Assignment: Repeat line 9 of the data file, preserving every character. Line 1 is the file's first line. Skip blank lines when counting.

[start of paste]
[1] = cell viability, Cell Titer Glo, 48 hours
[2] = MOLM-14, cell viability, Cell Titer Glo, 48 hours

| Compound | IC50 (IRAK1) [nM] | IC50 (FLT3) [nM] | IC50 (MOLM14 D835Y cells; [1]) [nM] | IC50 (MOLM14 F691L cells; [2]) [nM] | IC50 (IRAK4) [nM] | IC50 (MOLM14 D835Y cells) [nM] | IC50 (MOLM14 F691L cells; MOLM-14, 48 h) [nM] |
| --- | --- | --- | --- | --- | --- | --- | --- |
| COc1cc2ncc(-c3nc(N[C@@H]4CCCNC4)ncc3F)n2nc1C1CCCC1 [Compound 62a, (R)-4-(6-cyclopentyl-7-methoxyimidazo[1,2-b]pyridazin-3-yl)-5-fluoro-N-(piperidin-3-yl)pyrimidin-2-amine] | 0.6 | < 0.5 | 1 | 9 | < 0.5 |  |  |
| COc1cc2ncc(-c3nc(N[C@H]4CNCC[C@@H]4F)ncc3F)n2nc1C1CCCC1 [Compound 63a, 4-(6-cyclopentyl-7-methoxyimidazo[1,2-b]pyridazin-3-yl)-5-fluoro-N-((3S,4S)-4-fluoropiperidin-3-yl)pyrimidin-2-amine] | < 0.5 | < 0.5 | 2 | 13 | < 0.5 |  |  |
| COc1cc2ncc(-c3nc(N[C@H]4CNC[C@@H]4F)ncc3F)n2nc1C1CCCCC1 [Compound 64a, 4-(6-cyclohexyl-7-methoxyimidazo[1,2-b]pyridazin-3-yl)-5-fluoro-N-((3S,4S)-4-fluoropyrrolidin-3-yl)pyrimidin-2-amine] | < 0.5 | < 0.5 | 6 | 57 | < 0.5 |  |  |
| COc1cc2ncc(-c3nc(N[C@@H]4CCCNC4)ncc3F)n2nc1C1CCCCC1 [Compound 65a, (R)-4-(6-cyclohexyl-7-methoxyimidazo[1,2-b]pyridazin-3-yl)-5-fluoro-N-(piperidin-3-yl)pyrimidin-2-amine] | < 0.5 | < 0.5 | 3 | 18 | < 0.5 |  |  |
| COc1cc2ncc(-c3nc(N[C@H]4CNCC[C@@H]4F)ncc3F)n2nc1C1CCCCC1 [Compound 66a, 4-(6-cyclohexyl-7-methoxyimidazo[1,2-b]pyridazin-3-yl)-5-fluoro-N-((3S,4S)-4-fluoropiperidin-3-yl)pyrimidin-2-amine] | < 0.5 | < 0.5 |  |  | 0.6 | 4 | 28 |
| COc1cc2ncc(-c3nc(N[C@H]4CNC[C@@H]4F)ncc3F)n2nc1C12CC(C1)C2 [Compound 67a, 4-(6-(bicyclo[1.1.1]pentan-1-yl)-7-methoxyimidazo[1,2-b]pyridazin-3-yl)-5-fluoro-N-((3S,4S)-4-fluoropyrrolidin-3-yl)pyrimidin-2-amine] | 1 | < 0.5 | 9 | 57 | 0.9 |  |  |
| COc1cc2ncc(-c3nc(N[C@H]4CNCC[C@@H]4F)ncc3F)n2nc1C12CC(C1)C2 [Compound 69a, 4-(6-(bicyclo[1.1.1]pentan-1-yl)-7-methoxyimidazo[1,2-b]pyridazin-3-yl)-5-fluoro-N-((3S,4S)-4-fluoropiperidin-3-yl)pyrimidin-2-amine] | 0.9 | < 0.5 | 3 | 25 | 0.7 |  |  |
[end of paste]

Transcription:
| COc1cc2ncc(-c3nc(N[C@H]4CNCC[C@@H]4F)ncc3F)n2nc1C1CCCCC1 [Compound 66a, 4-(6-cyclohexyl-7-methoxyimidazo[1,2-b]pyridazin-3-yl)-5-fluoro-N-((3S,4S)-4-fluoropiperidin-3-yl)pyrimidin-2-amine] | < 0.5 | < 0.5 |  |  | 0.6 | 4 | 28 |